We have had two cases so far: arbitrary models for counterfactual Martians (Part I) and a deduced model for an urn holding dichotomous objects (Part II). The logic was identical for both, as it will be for all models. Now for an example closer to home for many users of statistics: a normal model.
Suppose we are interested in what will be the grade point average of young Susy after her first year of college. Our proposition of interest might be C = “Susy’s GPA will be G” where we can substitute for G any value between 0 and 4.
Strike that: not any value. Not all values between 0 and 4 are possible. Susy will receive a finite number of definite grades. Her grade point therefore, just as any freshman’s, can take only one of a finite number of values. Just what these are depends on the point system used at the college and the maximum and minimum number of classes that could be taken. For our purposes it’s only important to show that the values Susy’s GPA can take belong to a finite set which can be delineated (i.e. known or deduced).
However, like most other analysts we’ll ignore this information and substitute something we know is false (given the evidence we just described) and say that Suzy’s grades can take any value between 0 and 4. Given no other evidence, we are in a bind because the number of values between 0 and 4 is (uncountably!) infinite. The deduced probability of Susy taking any value—given the model that any value is possible—is 0. Screwy, ain’t it? That’s math for you.
And that is the math. Which shows you that the approximations and assumptions we use to make the math work out creates absurdities when applying that math to real-world problems. The number of possible values Susy’s GPA can take might be large, even very large, but they are still finite. If we had delineated, given the grade point system of the school, the exact set we could have used the statistical syllogism to say that, given this information, the probability of C was 1/N, where N was the cardinality (size) of the set.
To explain this man-made paradox further: suppose we do have the actual set which has N elements, e1, e2, …, eN. Given the information we have (and only this information), we deduce that the probability of Susy’s GPA equaling any ei is 1/N. But given we assume Susy’s GPA can take any value, the probability of any ei = 0. We conclude that the probability (given the information, etc.) of e1 = 0, of e2 = 0, …, of eN = 0. Summed, the probability of seeing that which we must see (relative to the true information) is 0. We are saying that Susy cannot have a GPA. Once we see the actual GPA printed on her report card, we have to admit that it isn’t possible that we’re seeing what we’re seeing, for the probability (given any number is possible) that the number we see is really there is 0.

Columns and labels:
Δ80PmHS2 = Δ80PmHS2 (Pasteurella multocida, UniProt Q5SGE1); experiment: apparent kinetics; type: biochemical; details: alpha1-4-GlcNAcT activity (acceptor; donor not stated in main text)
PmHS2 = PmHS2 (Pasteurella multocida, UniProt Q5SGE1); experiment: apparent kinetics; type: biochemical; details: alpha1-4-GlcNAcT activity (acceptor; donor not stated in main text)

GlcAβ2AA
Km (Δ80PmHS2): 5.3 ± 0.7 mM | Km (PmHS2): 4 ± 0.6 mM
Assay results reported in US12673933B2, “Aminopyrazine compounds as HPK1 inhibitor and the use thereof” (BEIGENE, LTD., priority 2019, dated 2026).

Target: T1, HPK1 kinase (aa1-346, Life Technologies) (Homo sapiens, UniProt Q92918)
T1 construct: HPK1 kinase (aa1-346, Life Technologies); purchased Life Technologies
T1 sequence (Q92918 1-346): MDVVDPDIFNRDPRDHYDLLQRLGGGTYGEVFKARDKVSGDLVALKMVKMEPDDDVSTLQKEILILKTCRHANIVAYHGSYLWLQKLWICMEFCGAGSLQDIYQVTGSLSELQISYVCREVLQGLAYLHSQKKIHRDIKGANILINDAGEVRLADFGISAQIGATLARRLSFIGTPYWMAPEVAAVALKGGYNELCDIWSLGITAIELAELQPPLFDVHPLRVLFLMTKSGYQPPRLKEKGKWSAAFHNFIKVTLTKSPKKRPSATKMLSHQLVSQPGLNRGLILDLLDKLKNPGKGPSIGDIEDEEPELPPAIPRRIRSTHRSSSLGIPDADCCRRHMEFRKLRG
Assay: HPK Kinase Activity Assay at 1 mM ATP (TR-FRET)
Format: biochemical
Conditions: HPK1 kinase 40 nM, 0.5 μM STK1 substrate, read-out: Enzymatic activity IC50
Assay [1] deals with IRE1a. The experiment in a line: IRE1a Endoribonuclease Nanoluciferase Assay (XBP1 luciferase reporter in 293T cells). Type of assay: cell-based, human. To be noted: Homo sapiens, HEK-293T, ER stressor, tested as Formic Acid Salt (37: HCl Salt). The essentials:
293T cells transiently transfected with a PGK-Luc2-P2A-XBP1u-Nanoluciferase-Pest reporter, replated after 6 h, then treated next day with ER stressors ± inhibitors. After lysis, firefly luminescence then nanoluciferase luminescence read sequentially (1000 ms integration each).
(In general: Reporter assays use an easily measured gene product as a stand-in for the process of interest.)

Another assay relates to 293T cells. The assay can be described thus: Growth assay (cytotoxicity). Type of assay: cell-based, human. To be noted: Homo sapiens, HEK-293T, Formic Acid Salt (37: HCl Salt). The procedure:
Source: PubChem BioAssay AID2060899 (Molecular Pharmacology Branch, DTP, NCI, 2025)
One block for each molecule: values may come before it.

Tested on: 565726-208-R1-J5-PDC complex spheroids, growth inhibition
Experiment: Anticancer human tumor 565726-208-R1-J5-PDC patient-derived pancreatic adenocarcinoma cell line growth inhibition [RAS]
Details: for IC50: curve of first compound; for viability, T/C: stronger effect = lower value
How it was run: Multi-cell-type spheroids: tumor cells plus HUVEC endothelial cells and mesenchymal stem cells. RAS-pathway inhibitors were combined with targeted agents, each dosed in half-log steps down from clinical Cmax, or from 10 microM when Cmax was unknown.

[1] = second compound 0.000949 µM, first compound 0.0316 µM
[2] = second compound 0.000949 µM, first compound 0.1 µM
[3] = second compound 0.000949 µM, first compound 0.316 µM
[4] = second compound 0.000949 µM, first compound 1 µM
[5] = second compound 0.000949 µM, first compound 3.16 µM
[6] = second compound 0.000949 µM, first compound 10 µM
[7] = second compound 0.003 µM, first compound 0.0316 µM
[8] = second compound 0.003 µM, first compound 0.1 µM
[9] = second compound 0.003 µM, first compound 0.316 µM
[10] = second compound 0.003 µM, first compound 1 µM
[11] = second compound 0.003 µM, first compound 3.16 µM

Again, that’s math for you. The good news is that once you’ve assimilated this, you’re ready for normal distributions. But before we get to them, let me tell you what should be done. We first deduce the actual set of possible GPAs. If we like, we can introduce the round-off rule, which then forms part of our model. The round-off rule states that we round all GPAs to the nearest hundredth. We do this because we know any decision we make on GPA is indifferent to numbers different by less than a hundredth. This was our choice because of the extra-logical, extra-statistical decisions we will make. We could instead round to the nearest tenth, or thousandth, or we needn’t round at all; whatever we like.
The statistical syllogism says, in absence of any other information (we have no other), the probability of Susy’s GPA equaling ei = 1/N for any i in 1 to N. We are done! This is the final answer.
Unless we want to use the information about previous college freshman’s GPAs. We make the assumption that a sample of freshman is “like” Susy, or that Susy is “like” them. That is, we assume the information in their GPA is probative to Susy’s GPA. Is it? Maybe, maybe not. It is an assumption we make, part of the model we assume is true.
Perhaps the sample of GPAs are from a majority of “Business” majors and Susy is training to be a biologist. Is the sample probative? We just assume that it is. Later we can learn whether this assumption was useful. But for now, it’s assumption all the way.
So let’s assume. We have the old GPAs, we have the delineated set of possible GPAs, we have the result of the statistical syllogism; we have, then, all we need. The math gives us a discrete probability distribution which, after we plug the sample in, gives us the probability that Susy’s GPA takes any of the ei. These probabilities are deduced (as all probabilities are). They are true given our assumptions. The only iffy assumption we made is that the sample we used is probative.
No parameters are needed, so no “priors” are needed nor are “posteriors” given. There is no test or p-value. We only have probabilities for each ei, and no other. It’s probability all the way, from simple assumptions to deduced answers. We got just what we wanted: the probability of Susy’s actual GPA (possibly rounded) taking any value (in the set of ei). Isn’t probability as logic great?
On to normal distributions!
Update How this all relates to climate models is coming!